sulfur species in the atmosphere.

Both COS and CS2 are oxidized in the atmosphere by reactions initiated by the

hydroxyl radical. The initial reactions are

HO• + COS → CO2 + HS•



(15.11.1)



HO• + CS2 → COS + HS•



(15.11.2)



The sulfur-containing products undergo further reactions to sulfur dioxide and,

eventually, to sulfate species.



CHAPTER SUMMARY

The chapter summary below is presented in a programmed format to review the

main points covered in this chapter. It is used most effectively by filling in the

blanks, referring back to the chapter as necessary. The correct answers are given at

the end of the summary.

Atmospheric aerosols are 1

2



. Condensation aerosols are formed by

and



dispersion aerosols are formed by 3

. As applied to the formation of

atmospheric aerosols, the reaction 2SO2 + O2 + 2H2O → 2H 2SO4 shows4



© 2001 CRC Press LLC



. In general, the proportions of

elements in atmospheric particulate matter reflect5

. The two reactions 2SO2 + O2 + 2H2O →

2H2SO4 and H 2SO4 + 2NaCl(particulate) → 2Na 2SO4(particulate) + 2HCl show

why particulate matter largely from ocean spray origin in a coastal area receiving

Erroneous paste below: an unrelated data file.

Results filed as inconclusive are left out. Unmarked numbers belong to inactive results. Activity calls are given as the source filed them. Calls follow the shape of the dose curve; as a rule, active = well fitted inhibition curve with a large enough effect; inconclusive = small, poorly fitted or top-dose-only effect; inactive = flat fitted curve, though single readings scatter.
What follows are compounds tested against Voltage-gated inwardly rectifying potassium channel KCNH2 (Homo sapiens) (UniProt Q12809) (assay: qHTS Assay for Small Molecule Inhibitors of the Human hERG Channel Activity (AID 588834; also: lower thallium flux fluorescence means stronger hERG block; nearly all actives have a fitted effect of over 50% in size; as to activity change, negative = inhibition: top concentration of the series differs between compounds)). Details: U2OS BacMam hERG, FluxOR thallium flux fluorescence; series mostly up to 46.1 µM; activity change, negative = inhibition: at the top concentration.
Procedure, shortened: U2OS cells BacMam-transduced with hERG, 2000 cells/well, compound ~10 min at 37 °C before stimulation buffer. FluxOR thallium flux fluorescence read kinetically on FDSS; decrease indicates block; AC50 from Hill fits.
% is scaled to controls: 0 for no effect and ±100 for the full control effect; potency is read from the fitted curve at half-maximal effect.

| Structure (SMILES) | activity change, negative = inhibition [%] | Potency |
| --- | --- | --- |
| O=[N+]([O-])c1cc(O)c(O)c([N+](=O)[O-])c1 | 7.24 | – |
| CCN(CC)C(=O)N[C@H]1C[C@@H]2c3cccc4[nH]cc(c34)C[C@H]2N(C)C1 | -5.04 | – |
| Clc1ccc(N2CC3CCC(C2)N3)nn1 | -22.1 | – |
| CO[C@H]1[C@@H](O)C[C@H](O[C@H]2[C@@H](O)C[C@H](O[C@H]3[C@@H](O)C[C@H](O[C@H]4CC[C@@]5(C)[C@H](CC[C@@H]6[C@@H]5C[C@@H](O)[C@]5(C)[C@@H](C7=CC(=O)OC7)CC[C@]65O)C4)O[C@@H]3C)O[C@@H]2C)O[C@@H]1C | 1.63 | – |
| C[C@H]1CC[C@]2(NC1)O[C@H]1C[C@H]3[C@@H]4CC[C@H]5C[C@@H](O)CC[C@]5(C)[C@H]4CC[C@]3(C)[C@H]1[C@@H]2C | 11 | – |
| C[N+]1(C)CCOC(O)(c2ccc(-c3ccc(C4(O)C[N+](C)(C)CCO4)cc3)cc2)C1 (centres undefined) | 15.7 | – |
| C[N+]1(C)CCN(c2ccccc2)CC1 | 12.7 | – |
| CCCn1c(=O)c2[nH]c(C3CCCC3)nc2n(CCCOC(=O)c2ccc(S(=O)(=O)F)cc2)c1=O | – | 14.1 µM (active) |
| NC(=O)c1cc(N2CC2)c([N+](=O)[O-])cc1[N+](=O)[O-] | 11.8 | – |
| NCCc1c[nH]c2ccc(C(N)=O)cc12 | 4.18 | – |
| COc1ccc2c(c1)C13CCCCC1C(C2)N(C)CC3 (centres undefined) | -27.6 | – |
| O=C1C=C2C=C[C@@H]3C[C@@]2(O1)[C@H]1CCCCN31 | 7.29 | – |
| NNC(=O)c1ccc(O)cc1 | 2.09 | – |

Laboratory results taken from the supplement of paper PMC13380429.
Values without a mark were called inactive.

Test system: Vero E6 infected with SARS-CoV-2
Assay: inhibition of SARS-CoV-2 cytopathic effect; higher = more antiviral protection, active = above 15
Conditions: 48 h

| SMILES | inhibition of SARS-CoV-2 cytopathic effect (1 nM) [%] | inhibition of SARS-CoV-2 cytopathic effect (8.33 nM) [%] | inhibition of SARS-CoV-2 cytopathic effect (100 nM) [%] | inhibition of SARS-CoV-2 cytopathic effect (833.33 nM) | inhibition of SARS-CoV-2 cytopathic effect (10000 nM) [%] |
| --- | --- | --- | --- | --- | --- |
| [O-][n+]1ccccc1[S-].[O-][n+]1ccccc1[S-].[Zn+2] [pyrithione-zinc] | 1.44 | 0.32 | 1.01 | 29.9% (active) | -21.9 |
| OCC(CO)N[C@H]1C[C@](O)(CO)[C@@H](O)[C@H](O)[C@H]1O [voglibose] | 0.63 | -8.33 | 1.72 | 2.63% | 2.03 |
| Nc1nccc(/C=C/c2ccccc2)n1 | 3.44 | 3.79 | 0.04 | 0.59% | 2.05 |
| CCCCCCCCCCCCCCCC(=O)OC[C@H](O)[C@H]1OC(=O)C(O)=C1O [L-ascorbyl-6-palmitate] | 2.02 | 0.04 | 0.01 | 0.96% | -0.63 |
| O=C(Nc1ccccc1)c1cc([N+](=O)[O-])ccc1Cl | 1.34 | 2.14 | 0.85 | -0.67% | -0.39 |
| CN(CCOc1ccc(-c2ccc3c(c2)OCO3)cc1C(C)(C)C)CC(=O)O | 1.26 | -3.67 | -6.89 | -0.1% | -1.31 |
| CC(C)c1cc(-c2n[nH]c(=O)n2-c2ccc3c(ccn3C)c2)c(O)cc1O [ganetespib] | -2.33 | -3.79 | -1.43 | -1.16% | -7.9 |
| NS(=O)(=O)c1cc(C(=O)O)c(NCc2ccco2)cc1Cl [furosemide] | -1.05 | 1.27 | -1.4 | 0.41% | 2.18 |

sulfur dioxide pollution may show 6

. Insofar as origins of elements in particulate matter

are concerned, soil erosion, rock dust, and coal combustion produce 7

; incomplete combustion of carbonaceous fuels produces 8

;

marine aerosols and incineration of organohalide polymer wastes produces 9

; and combustion of residual petroleum produces 10

.

Mineral particulate matter in the form of oxides and other compounds produced

during the combustion of high-ash fossil fuel that can be collected in furnace flues is

. Three adverse respiratory health effects caused by

called 11

inhalation of asbestos are 12

. The toxic metal of greatest concern in the urban

atmosphere is 13

because it 14

. A significant natural source of radionuclides in the

atmosphere is 15

,which initially decays to 16

.

Another significant source of radioactivity in the atmosphere is 17